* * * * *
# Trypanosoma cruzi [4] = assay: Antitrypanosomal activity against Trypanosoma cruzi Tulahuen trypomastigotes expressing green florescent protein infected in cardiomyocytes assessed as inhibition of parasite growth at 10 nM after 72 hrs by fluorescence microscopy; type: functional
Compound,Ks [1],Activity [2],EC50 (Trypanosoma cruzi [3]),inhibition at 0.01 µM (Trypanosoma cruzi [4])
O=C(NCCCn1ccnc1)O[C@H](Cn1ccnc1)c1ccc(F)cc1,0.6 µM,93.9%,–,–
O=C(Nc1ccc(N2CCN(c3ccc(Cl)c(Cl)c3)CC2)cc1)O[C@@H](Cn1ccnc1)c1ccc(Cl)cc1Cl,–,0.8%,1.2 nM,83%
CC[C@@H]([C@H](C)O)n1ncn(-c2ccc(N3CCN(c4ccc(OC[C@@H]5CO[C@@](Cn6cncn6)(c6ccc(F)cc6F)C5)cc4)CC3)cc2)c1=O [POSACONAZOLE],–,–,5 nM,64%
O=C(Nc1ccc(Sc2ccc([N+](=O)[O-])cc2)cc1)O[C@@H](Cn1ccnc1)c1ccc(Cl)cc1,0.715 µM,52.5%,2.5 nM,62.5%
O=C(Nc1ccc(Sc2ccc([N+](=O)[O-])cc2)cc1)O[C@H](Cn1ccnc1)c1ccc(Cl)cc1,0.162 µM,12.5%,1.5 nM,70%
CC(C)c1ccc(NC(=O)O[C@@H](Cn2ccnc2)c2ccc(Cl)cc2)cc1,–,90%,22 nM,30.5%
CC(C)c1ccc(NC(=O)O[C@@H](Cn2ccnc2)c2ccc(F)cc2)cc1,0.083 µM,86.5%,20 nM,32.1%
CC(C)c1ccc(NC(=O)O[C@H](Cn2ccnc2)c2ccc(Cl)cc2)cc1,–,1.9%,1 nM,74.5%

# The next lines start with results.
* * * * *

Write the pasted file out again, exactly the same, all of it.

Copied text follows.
# Trypanosoma cruzi [4] = assay: Antitrypanosomal activity against Trypanosoma cruzi Tulahuen trypomastigotes expressing green florescent protein infected in cardiomyocytes assessed as inhibition of parasite growth at 10 nM after 72 hrs by fluorescence microscopy; type: functional
Compound,Ks [1],Activity [2],EC50 (Trypanosoma cruzi [3]),inhibition at 0.01 µM (Trypanosoma cruzi [4])
O=C(NCCCn1ccnc1)O[C@H](Cn1ccnc1)c1ccc(F)cc1,0.6 µM,93.9%,–,–
O=C(Nc1ccc(N2CCN(c3ccc(Cl)c(Cl)c3)CC2)cc1)O[C@@H](Cn1ccnc1)c1ccc(Cl)cc1Cl,–,0.8%,1.2 nM,83%
CC[C@@H]([C@H](C)O)n1ncn(-c2ccc(N3CCN(c4ccc(OC[C@@H]5CO[C@@](Cn6cncn6)(c6ccc(F)cc6F)C5)cc4)CC3)cc2)c1=O [POSACONAZOLE],–,–,5 nM,64%
O=C(Nc1ccc(Sc2ccc([N+](=O)[O-])cc2)cc1)O[C@@H](Cn1ccnc1)c1ccc(Cl)cc1,0.715 µM,52.5%,2.5 nM,62.5%
O=C(Nc1ccc(Sc2ccc([N+](=O)[O-])cc2)cc1)O[C@H](Cn1ccnc1)c1ccc(Cl)cc1,0.162 µM,12.5%,1.5 nM,70%
CC(C)c1ccc(NC(=O)O[C@@H](Cn2ccnc2)c2ccc(Cl)cc2)cc1,–,90%,22 nM,30.5%
CC(C)c1ccc(NC(=O)O[C@@H](Cn2ccnc2)c2ccc(F)cc2)cc1,0.083 µM,86.5%,20 nM,32.1%
CC(C)c1ccc(NC(=O)O[C@H](Cn2ccnc2)c2ccc(Cl)cc2)cc1,–,1.9%,1 nM,74.5%

# The next lines start with results.